value pairs, for example the minimum amount of
disk space, or the related information
is grouped under a common parent, for example
model under the
When multiple environment requirements are provided the
provision implementation should attempt to satisfy all of
them. It is also possible to write this explicitly using
and operator containing a list of dictionaries
with individual requirements. When the
or operator is
used, any of the alternatives provided in the list should
Regular expressions can be used for selected fields such
model_name. Please note, that the full extent
of regular expressions might not be supported across all
provision implementations. The
.* notation, however,
should be supported everywhere.
# Simple use cases simple memory: 8 GB disk: 500 GB # Processor-related stuff grouped together cpu: processors: 2 cores: 16 model: 37 # Optional operators at the start of the value memory: '> 8 GB' memory: '>= 8 GB' memory: '< 8 GB' memory: '<= 8 GB' # By default exact value expected, these are equivalent: cpu: model: 37 cpu: model: '= 37' # Enable regular expression search cpu: model_name: =~ .*AMD.* # Using advanced logic operators and: - cpu: family: 15 - or: - cpu: model: 65 - cpu: model: 67 - cpu: model: 69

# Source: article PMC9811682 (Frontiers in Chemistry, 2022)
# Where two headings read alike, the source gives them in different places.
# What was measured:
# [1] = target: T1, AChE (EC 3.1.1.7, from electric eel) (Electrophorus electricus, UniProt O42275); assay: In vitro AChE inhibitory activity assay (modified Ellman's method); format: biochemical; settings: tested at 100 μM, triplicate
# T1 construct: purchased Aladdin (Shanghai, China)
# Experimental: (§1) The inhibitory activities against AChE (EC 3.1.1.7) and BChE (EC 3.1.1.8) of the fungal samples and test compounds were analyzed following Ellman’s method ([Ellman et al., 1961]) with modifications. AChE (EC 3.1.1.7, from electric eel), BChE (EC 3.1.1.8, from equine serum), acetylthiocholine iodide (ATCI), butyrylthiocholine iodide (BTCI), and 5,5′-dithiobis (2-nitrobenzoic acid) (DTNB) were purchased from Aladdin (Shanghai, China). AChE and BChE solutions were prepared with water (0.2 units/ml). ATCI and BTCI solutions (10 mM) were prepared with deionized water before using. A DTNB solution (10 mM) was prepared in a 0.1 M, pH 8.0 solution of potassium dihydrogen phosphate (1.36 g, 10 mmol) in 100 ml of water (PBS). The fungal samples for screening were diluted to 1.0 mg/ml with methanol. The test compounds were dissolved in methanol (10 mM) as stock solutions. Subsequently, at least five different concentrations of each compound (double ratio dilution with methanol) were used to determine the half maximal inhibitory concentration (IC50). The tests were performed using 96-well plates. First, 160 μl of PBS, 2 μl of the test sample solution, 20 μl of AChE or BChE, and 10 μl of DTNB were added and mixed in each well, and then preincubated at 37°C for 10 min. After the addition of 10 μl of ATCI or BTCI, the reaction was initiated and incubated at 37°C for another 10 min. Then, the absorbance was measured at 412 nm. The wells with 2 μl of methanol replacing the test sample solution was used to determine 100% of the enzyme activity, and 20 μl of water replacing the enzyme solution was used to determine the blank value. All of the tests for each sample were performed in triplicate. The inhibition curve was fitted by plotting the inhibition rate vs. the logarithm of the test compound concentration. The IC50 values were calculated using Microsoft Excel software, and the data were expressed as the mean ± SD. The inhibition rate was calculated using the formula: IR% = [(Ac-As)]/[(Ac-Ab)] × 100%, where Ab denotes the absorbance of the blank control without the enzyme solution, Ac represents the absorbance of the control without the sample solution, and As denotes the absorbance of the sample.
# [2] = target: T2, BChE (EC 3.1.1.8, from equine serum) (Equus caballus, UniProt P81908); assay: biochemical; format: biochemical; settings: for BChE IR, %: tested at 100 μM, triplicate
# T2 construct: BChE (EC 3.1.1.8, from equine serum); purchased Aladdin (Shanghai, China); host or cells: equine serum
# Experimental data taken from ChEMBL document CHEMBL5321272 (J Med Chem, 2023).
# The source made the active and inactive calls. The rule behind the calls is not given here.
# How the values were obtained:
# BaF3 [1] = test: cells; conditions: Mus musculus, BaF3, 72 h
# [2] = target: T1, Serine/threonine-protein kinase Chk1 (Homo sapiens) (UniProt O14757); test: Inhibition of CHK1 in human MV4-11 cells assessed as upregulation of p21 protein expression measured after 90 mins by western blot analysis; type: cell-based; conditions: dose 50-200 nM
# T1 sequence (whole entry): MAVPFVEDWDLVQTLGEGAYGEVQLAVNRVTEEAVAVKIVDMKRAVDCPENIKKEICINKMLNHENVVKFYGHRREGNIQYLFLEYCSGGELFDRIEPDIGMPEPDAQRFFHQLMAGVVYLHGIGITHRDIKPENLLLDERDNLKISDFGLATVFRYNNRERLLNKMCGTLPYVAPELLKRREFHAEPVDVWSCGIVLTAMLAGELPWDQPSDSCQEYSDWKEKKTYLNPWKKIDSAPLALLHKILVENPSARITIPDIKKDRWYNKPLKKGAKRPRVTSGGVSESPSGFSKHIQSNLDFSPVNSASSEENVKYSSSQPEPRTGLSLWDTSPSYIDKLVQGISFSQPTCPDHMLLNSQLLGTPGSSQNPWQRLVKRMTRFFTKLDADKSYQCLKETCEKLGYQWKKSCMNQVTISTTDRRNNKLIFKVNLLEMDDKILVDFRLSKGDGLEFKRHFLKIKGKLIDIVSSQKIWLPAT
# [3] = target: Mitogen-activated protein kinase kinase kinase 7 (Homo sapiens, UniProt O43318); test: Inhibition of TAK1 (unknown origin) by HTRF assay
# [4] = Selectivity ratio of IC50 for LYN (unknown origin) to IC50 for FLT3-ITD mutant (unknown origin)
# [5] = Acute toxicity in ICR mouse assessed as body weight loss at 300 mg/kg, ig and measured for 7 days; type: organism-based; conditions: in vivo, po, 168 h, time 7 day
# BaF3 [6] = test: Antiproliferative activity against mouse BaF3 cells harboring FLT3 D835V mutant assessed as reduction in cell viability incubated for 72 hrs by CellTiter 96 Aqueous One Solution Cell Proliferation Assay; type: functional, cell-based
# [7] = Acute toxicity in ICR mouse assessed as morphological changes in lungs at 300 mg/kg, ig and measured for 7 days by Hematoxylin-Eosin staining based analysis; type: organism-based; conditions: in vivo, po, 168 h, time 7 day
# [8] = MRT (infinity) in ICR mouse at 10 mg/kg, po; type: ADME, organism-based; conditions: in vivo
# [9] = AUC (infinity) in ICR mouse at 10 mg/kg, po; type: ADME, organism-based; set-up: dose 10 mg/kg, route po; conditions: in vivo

Use the localhost for testing
Do not provision any system. Tests will be executed directly on the localhost. Note that for some actions like installing additional packages you need root permission or enabled sudo.
provision: how: local
Status: implemented and verified
Provision a virtual machine using the 1minutetip OpenStack backend
First check whether a prereserved machine exists using the 1minutetip backend. Use it, if it exists, otherwise boot a new machine using the OpenStack backend.
Note that you need to have the
installed in order for this provision method to work.
provision: how: minute image: 1MT-Fedora-32 flavor: m1.large
Provision a virtual machine in OpenStack
Create a virtual machine using OpenStack.
provision: how: openstack image: f31
Provision a virtual machine (default)
Create a new virtual machine on the localhost using libvirt or another provider which is enabled in vagrant.
provision: how: virtual image: fedora/31-cloud-base
Report test results